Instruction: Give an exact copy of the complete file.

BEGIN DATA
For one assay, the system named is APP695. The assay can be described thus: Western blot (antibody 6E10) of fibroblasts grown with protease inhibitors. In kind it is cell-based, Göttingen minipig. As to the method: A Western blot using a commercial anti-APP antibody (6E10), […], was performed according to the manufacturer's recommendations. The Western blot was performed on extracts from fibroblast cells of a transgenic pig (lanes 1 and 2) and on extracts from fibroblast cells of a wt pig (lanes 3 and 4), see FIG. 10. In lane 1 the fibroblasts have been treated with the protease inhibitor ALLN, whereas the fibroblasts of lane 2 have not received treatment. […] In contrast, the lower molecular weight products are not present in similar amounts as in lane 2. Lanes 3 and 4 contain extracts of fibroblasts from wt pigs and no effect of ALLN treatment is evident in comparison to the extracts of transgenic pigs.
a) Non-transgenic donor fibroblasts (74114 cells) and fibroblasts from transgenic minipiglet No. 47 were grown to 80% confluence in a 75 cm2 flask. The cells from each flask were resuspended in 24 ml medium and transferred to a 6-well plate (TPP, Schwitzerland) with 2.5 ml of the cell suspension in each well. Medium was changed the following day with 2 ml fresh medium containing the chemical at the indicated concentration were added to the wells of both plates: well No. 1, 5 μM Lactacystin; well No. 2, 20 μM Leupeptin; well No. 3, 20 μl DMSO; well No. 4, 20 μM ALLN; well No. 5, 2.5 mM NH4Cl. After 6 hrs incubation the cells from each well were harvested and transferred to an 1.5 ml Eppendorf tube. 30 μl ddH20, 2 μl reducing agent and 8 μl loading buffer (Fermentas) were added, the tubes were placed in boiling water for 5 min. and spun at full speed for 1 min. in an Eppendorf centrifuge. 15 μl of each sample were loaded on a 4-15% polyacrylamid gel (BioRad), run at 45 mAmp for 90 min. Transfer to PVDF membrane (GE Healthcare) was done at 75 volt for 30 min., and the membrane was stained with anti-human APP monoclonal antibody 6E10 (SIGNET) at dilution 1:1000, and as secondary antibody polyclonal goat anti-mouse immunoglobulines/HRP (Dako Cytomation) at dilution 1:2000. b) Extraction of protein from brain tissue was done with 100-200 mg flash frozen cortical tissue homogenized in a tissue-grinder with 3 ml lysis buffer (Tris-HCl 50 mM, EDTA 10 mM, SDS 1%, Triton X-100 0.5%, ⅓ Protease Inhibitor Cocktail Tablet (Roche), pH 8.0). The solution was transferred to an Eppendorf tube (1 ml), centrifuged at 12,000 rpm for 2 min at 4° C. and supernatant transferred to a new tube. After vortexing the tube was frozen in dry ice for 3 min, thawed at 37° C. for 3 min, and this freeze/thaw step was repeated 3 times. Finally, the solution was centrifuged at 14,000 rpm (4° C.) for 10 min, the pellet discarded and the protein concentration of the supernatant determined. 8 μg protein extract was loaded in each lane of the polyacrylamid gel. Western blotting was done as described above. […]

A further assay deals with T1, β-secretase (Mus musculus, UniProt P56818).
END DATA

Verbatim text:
For one assay, the system named is APP695. The assay can be described thus: Western blot (antibody 6E10) of fibroblasts grown with protease inhibitors. In kind it is cell-based, Göttingen minipig. As to the method: A Western blot using a commercial anti-APP antibody (6E10), […], was performed according to the manufacturer's recommendations. The Western blot was performed on extracts from fibroblast cells of a transgenic pig (lanes 1 and 2) and on extracts from fibroblast cells of a wt pig (lanes 3 and 4), see FIG. 10. In lane 1 the fibroblasts have been treated with the protease inhibitor ALLN, whereas the fibroblasts of lane 2 have not received treatment. […] In contrast, the lower molecular weight products are not present in similar amounts as in lane 2. Lanes 3 and 4 contain extracts of fibroblasts from wt pigs and no effect of ALLN treatment is evident in comparison to the extracts of transgenic pigs.
a) Non-transgenic donor fibroblasts (74114 cells) and fibroblasts from transgenic minipiglet No. 47 were grown to 80% confluence in a 75 cm2 flask. The cells from each flask were resuspended in 24 ml medium and transferred to a 6-well plate (TPP, Schwitzerland) with 2.5 ml of the cell suspension in each well. Medium was changed the following day with 2 ml fresh medium containing the chemical at the indicated concentration were added to the wells of both plates: well No. 1, 5 μM Lactacystin; well No. 2, 20 μM Leupeptin; well No. 3, 20 μl DMSO; well No. 4, 20 μM ALLN; well No. 5, 2.5 mM NH4Cl. After 6 hrs incubation the cells from each well were harvested and transferred to an 1.5 ml Eppendorf tube. 30 μl ddH20, 2 μl reducing agent and 8 μl loading buffer (Fermentas) were added, the tubes were placed in boiling water for 5 min. and spun at full speed for 1 min. in an Eppendorf centrifuge. 15 μl of each sample were loaded on a 4-15% polyacrylamid gel (BioRad), run at 45 mAmp for 90 min. Transfer to PVDF membrane (GE Healthcare) was done at 75 volt for 30 min., and the membrane was stained with anti-human APP monoclonal antibody 6E10 (SIGNET) at dilution 1:1000, and as secondary antibody polyclonal goat anti-mouse immunoglobulines/HRP (Dako Cytomation) at dilution 1:2000. b) Extraction of protein from brain tissue was done with 100-200 mg flash frozen cortical tissue homogenized in a tissue-grinder with 3 ml lysis buffer (Tris-HCl 50 mM, EDTA 10 mM, SDS 1%, Triton X-100 0.5%, ⅓ Protease Inhibitor Cocktail Tablet (Roche), pH 8.0). The solution was transferred to an Eppendorf tube (1 ml), centrifuged at 12,000 rpm for 2 min at 4° C. and supernatant transferred to a new tube. After vortexing the tube was frozen in dry ice for 3 min, thawed at 37° C. for 3 min, and this freeze/thaw step was repeated 3 times. Finally, the solution was centrifuged at 14,000 rpm (4° C.) for 10 min, the pellet discarded and the protein concentration of the supernatant determined. 8 μg protein extract was loaded in each lane of the polyacrylamid gel. Western blotting was done as described above. […]

A further assay deals with T1, β-secretase (Mus musculus, UniProt P56818).